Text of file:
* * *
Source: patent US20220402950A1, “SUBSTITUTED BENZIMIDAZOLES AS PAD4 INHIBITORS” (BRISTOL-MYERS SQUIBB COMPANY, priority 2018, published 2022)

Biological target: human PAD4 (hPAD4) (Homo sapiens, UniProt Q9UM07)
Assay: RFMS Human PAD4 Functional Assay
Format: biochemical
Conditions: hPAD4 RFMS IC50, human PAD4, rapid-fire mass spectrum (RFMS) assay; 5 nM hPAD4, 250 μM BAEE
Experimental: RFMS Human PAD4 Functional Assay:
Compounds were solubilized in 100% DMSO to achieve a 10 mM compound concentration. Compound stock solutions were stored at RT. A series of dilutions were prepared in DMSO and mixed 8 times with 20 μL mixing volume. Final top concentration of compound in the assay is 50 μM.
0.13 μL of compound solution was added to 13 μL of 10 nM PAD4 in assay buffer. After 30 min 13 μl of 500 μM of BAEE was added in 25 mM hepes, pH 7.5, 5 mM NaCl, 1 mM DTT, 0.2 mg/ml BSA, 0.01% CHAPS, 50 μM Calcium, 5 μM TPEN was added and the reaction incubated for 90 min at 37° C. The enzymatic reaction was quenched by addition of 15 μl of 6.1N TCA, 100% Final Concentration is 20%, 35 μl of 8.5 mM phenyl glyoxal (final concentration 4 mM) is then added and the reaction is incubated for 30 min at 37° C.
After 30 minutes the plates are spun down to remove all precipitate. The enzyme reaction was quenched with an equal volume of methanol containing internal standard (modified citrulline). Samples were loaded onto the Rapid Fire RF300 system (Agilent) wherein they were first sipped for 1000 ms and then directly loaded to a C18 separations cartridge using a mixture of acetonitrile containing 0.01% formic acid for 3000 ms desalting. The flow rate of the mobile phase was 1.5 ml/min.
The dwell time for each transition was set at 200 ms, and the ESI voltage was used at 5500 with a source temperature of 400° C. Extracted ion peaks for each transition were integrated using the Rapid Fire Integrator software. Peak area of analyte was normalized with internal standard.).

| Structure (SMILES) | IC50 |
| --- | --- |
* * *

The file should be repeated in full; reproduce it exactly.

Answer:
Source: patent US20220402950A1, “SUBSTITUTED BENZIMIDAZOLES AS PAD4 INHIBITORS” (BRISTOL-MYERS SQUIBB COMPANY, priority 2018, published 2022)

Biological target: human PAD4 (hPAD4) (Homo sapiens, UniProt Q9UM07)
Assay: RFMS Human PAD4 Functional Assay
Format: biochemical
Conditions: hPAD4 RFMS IC50, human PAD4, rapid-fire mass spectrum (RFMS) assay; 5 nM hPAD4, 250 μM BAEE
Experimental: RFMS Human PAD4 Functional Assay:
Compounds were solubilized in 100% DMSO to achieve a 10 mM compound concentration. Compound stock solutions were stored at RT. A series of dilutions were prepared in DMSO and mixed 8 times with 20 μL mixing volume. Final top concentration of compound in the assay is 50 μM.
0.13 μL of compound solution was added to 13 μL of 10 nM PAD4 in assay buffer. After 30 min 13 μl of 500 μM of BAEE was added in 25 mM hepes, pH 7.5, 5 mM NaCl, 1 mM DTT, 0.2 mg/ml BSA, 0.01% CHAPS, 50 μM Calcium, 5 μM TPEN was added and the reaction incubated for 90 min at 37° C. The enzymatic reaction was quenched by addition of 15 μl of 6.1N TCA, 100% Final Concentration is 20%, 35 μl of 8.5 mM phenyl glyoxal (final concentration 4 mM) is then added and the reaction is incubated for 30 min at 37° C.
After 30 minutes the plates are spun down to remove all precipitate. The enzyme reaction was quenched with an equal volume of methanol containing internal standard (modified citrulline). Samples were loaded onto the Rapid Fire RF300 system (Agilent) wherein they were first sipped for 1000 ms and then directly loaded to a C18 separations cartridge using a mixture of acetonitrile containing 0.01% formic acid for 3000 ms desalting. The flow rate of the mobile phase was 1.5 ml/min.
The dwell time for each transition was set at 200 ms, and the ESI voltage was used at 5500 with a source temperature of 400° C. Extracted ion peaks for each transition were integrated using the Rapid Fire Integrator software. Peak area of analyte was normalized with internal standard.).

| Structure (SMILES) | IC50 |
| --- | --- |